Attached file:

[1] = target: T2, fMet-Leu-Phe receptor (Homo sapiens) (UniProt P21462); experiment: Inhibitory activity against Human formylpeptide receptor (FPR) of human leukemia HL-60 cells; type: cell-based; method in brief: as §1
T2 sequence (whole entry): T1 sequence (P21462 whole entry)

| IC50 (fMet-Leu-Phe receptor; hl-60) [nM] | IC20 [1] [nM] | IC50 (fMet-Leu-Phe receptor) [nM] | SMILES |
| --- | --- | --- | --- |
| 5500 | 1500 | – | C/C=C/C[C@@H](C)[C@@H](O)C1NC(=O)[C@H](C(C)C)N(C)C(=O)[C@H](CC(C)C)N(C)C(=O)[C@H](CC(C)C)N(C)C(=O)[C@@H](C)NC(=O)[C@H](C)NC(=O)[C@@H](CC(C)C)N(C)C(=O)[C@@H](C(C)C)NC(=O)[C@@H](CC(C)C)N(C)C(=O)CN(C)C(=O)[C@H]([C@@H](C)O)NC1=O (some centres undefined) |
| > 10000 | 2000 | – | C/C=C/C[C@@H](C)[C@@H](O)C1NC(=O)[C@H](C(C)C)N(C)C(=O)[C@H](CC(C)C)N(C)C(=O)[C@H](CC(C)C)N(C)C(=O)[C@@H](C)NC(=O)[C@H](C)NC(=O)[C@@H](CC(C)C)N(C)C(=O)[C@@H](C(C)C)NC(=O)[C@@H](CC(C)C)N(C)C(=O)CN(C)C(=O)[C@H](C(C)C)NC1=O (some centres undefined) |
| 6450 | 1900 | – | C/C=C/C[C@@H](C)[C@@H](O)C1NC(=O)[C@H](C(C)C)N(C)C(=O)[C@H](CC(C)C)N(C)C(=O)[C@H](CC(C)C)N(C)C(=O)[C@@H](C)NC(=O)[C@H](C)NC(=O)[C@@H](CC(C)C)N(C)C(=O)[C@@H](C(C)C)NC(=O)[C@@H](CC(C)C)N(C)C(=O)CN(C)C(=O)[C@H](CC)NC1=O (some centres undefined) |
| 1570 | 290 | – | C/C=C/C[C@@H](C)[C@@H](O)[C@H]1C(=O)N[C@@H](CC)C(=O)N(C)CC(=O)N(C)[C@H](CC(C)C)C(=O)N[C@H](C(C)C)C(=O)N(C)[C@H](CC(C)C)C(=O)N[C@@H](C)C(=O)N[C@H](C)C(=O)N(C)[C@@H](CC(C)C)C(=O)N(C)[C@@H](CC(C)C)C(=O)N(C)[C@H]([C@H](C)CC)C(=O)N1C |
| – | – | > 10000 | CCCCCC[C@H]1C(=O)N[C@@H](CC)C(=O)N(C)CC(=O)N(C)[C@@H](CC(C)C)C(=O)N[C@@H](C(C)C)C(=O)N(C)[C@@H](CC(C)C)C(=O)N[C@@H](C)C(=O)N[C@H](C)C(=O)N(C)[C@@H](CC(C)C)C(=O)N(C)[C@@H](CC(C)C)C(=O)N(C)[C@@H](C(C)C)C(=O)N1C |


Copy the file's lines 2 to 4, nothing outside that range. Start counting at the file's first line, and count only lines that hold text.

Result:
T2 sequence (whole entry): T1 sequence (P21462 whole entry)

| IC50 (fMet-Leu-Phe receptor; hl-60) [nM] | IC20 [1] [nM] | IC50 (fMet-Leu-Phe receptor) [nM] | SMILES |
| --- | --- | --- | --- |